The Lake Champlain Basin serves as a treasure trove of oddities and rich history. This month finds a gem hidden amongst a region full of recreational experiences.
Founded as a sophisticated lakeshore resort hotel in the 1870s by the St Albans Boating and Fishing Club, the site is now home to Vermont’s Kill Kare State Park. According to the Vermont State Parks website, “this state park is named for Kamp Kill Kare, a summer camp for boys, which operated on this site from 1912 until 1966. Located on the southwestern tip of St. Albans Point, a three-mile peninsula that defines St. Albans Bay, Kamp Kill Kare is surrounded on three sides by the sparkling water of Lake Champlain.” These waters continue to provide ample recreational opportunities for those who seek them out.
Those people familiar with Burton Island State Park have likely spent some time at Kill Kare. For about the cost of a large coffee, campers, hikers and fishing enthusiasts can take the Island Runner ferry to nearby Burton Island. An onsite boat ramp ensures access to Lake Champlain for boat owners and kayak rentals are offered as well. Swimming at the sand and shale beach, picnicking and birding round out the outdoor activities available at Kill Kare.
In the mid-1970s, poor water quality in St. Albans Bay prompted greater recreational use of this nearby park. Now host to a variety of gatherings, Kill Kare State Park makes an inviting seasonal location for weddings and family reunions. From the Rocky Point House meeting space to the 26’x 40’ pavilion to an expansive lawn ringed with trees and grills, there is no shortage of space to enjoy Vermont and Lake Champlain up close.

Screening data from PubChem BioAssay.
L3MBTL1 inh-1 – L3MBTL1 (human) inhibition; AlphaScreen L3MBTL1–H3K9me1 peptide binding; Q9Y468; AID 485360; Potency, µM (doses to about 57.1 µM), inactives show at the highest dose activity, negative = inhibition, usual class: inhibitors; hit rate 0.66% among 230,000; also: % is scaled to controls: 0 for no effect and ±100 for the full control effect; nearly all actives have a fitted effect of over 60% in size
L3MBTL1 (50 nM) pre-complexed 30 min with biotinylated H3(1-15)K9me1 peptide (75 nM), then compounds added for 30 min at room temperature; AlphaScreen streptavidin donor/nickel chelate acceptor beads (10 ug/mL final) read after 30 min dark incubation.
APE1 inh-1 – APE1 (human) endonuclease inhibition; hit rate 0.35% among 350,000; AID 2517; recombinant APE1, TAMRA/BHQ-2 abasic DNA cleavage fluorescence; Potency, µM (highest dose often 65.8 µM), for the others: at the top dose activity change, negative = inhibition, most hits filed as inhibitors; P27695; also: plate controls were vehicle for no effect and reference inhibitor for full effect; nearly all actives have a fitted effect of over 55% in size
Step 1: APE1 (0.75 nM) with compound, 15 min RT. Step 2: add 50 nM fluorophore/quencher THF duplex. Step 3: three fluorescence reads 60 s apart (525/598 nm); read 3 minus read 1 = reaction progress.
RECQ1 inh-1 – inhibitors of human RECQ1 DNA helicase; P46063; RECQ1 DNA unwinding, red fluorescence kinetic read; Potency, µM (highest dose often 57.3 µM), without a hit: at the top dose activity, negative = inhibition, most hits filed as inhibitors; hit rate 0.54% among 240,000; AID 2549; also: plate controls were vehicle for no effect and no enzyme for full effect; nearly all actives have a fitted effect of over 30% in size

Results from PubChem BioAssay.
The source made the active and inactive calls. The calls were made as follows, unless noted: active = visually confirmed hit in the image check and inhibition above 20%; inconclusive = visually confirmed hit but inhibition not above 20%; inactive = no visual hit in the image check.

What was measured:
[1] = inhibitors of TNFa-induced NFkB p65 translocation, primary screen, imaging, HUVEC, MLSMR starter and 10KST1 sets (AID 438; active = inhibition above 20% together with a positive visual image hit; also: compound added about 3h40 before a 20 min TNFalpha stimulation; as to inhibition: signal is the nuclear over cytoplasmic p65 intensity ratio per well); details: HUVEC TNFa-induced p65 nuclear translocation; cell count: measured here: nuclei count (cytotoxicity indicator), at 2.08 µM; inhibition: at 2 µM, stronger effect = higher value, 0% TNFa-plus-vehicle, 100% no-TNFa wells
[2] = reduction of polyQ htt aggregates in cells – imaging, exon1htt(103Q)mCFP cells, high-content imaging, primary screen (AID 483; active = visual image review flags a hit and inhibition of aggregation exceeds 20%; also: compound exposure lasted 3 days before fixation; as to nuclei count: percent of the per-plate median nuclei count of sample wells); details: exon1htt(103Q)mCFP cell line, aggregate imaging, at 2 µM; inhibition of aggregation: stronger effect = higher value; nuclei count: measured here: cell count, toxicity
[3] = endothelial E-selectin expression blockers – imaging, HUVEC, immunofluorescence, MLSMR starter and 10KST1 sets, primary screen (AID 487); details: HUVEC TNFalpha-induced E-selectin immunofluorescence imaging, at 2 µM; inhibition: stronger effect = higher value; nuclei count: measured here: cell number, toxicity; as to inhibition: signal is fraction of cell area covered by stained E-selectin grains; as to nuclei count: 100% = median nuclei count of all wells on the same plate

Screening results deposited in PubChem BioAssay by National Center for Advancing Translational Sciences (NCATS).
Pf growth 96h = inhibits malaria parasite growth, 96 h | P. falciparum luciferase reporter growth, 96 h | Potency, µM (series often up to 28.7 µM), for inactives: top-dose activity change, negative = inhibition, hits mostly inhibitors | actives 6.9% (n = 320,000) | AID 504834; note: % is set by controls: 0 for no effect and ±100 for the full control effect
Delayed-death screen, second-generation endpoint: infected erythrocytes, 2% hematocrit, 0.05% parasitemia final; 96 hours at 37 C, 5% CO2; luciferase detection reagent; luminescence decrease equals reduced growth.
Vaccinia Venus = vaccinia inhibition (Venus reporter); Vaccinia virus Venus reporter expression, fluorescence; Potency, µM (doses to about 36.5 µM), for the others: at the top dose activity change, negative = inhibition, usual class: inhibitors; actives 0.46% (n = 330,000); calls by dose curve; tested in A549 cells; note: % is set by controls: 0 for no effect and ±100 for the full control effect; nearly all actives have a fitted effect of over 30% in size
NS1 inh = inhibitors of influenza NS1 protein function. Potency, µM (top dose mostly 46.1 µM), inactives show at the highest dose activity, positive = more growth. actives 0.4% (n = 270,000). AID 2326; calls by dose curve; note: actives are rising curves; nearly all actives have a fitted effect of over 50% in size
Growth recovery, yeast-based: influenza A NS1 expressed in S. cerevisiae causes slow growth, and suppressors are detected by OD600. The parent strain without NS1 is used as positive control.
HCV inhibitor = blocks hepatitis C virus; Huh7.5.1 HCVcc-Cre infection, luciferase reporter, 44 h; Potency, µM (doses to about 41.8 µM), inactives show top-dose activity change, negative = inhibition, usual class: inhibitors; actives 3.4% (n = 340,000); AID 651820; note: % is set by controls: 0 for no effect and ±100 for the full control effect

Collaboration between the Vermont Department of Forests, Parks and Recreation and the Vermont Division for Historical Preservation resulted in the 2010 renovation of the Rocky Point House to its original lakeside resort architecture. The building was rededicated in 2012, coinciding with the 100th anniversary of Kamp Kill Kare at St. Albans Point. Now home to a museum of Kill Kare history and a venue for small gatherings, the building formerly known as “The Main House” is the only one remaining from the summer camp years. Though all of the other original buildings were auctioned off and removed from the property when the state of Vermont purchased Kamp Kill Kare in 1967, one of the cabins remains nearby as a lakeshore cottage addition.
Make a note today to enjoy this hidden jewel of the Lake Champlain Basin this summer and fall. Kill Kare State Park will not disappoint. Look forward to another Lake Champlain “secret” next month.